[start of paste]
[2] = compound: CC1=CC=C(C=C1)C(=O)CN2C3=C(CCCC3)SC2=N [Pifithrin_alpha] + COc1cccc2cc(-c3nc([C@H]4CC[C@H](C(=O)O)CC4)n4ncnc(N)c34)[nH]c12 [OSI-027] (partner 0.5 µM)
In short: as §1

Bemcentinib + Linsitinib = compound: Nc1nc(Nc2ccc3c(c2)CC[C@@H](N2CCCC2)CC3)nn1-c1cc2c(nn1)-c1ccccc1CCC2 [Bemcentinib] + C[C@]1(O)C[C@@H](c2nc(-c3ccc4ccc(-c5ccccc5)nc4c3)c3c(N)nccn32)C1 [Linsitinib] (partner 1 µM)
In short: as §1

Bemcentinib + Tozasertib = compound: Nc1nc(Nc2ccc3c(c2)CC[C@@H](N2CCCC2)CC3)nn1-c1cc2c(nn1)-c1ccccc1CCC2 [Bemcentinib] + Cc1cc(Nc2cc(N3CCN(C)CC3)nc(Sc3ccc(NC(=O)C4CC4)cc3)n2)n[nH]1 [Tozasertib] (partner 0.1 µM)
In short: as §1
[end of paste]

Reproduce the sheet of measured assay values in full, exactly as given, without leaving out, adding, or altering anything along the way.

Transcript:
[2] = compound: CC1=CC=C(C=C1)C(=O)CN2C3=C(CCCC3)SC2=N [Pifithrin_alpha] + COc1cccc2cc(-c3nc([C@H]4CC[C@H](C(=O)O)CC4)n4ncnc(N)c34)[nH]c12 [OSI-027] (partner 0.5 µM)
In short: as §1

Bemcentinib + Linsitinib = compound: Nc1nc(Nc2ccc3c(c2)CC[C@@H](N2CCCC2)CC3)nn1-c1cc2c(nn1)-c1ccccc1CCC2 [Bemcentinib] + C[C@]1(O)C[C@@H](c2nc(-c3ccc4ccc(-c5ccccc5)nc4c3)c3c(N)nccn32)C1 [Linsitinib] (partner 1 µM)
In short: as §1

Bemcentinib + Tozasertib = compound: Nc1nc(Nc2ccc3c(c2)CC[C@@H](N2CCCC2)CC3)nn1-c1cc2c(nn1)-c1ccccc1CCC2 [Bemcentinib] + Cc1cc(Nc2cc(N3CCN(C)CC3)nc(Sc3ccc(NC(=O)C4CC4)cc3)n2)n[nH]1 [Tozasertib] (partner 0.1 µM)
In short: as §1